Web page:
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Former Ball State Star Remembers Coach Rick Majerus
Rick Majerus was laid to rest this past weekend in Milwaukee, Wisconsin. He was 64. His well-documented feeble heart was his Waterloo. Many around Indiana remember him as that big man who coached Ball State’s basketball squad between 1987 and 1989 before heading to Utah. Others, including former BSU player Mike Giunta, remember him as their coach.
Out of Carmel High School in 1987, and the leading scorer in the eight-county Indianapolis metro area, Giunta and his 23.7 points-per-game scoring average were recruited by many colleges. He was a sharp shooter. As his family vacationed in Florida during spring break in 1987, Giunta recalls that Majerus, just one month into his short coaching career at Ball State, hopped on a plane and flew down to meet with him and his family there.
“That was a huge deal,” says Giunta, now an advertising account executive here at IM. “He met with me, ran on the beach with my dad. We all got along great. He was very up front and very honest with us.”
The Cardinals skipper was late to the recruiting fray to get Giunta. His senior year behind him, Giunta had a decision to make and at the time, leaned toward attending the University of Evansville. That changed with Majerus’s visit to Florida. “I liked his history as a coach and who he coached with,” says Giunta. “He coached with Al McGuire, who once called him one of the greatest basketball minds in the country.”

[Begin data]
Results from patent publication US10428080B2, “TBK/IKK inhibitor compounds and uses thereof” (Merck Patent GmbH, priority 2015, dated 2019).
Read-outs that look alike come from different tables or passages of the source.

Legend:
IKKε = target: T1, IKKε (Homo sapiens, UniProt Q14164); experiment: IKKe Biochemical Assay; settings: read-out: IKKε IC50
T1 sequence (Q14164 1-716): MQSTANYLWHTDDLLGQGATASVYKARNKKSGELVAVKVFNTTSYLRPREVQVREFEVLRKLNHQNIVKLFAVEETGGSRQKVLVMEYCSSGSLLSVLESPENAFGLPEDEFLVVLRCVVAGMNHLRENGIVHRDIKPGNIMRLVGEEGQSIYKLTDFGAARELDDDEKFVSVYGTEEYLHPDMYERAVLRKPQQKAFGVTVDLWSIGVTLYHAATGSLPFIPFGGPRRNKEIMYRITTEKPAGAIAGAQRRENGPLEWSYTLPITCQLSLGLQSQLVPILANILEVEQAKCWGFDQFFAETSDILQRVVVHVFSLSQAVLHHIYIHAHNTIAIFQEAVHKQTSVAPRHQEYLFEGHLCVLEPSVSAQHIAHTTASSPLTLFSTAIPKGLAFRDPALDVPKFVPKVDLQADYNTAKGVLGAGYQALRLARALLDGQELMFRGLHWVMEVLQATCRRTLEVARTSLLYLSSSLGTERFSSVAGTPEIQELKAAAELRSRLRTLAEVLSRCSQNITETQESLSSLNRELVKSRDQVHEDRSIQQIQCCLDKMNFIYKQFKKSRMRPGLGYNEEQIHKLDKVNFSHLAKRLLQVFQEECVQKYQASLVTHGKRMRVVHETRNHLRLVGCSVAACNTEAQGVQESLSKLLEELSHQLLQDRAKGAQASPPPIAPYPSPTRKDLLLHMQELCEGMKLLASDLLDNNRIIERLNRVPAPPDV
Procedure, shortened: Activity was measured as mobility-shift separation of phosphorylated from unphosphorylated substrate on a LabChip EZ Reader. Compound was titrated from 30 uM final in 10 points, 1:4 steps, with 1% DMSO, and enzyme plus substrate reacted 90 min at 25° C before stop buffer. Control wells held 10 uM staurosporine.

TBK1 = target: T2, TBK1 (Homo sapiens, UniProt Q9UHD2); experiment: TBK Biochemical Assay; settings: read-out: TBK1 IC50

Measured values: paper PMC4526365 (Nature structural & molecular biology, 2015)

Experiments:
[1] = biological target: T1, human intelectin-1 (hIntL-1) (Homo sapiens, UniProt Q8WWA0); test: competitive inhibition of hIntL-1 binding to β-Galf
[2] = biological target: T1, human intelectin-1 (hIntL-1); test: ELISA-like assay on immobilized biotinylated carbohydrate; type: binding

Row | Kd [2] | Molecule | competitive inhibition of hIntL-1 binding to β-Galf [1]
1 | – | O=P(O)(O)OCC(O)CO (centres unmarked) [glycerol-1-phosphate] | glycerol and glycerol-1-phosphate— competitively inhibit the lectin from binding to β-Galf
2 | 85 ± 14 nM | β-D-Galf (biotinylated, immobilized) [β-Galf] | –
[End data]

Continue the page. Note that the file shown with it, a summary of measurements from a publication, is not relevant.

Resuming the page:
Thus off to Muncie went the Carmel graduate to play for the Cardinals, who were quietly becoming contenders under the guidance of their new coach. As a freshman, Giunta saw quite a bit of playing time. “He was a tough coach to play for. He was very demanding and was hard on the players,” says Giunta. “Practices were long, and we ran a lot. They were difficult. But his door was always open, and I could talk to him about anything.”
The story on Majerus was that he was a great coach, and a funny guy not all that concerned with his personal appearance. “I went into the bathroom at University Gym [where Ball State played home games and practiced],” says Giunta. “There he was, standing buck naked reading the paper. He really didn’t care what other people thought of him.”
During many team practices, Giunta says, Majerus would drop his pants and have the trainers “powder him up so he wouldn’t chafe right there on the floor.”
Giunta, who emailed with his former coach in the past and saw him once in Indianapolis at an NCAA basketball Final Four event, was unaware recently that Majerus was in such poor health. “No idea,” he says. “But earlier, when he announced he wasn’t going to coach at all this year, I knew something was up.”
“We were always very well prepared for an opponent,” Guinta says. “Every one of the players had notebooks, we watched a great amount of video, and we always knew what offenses and defenses our opponents were running and what they were called. He was a great coach—a great coach that demanded a lot from his players.”
Photo courtesy Mike Giunta
Giunta will be inducted into the Ball State Basketball Hall of Fame in February 2013. He is pictured at left in the photo.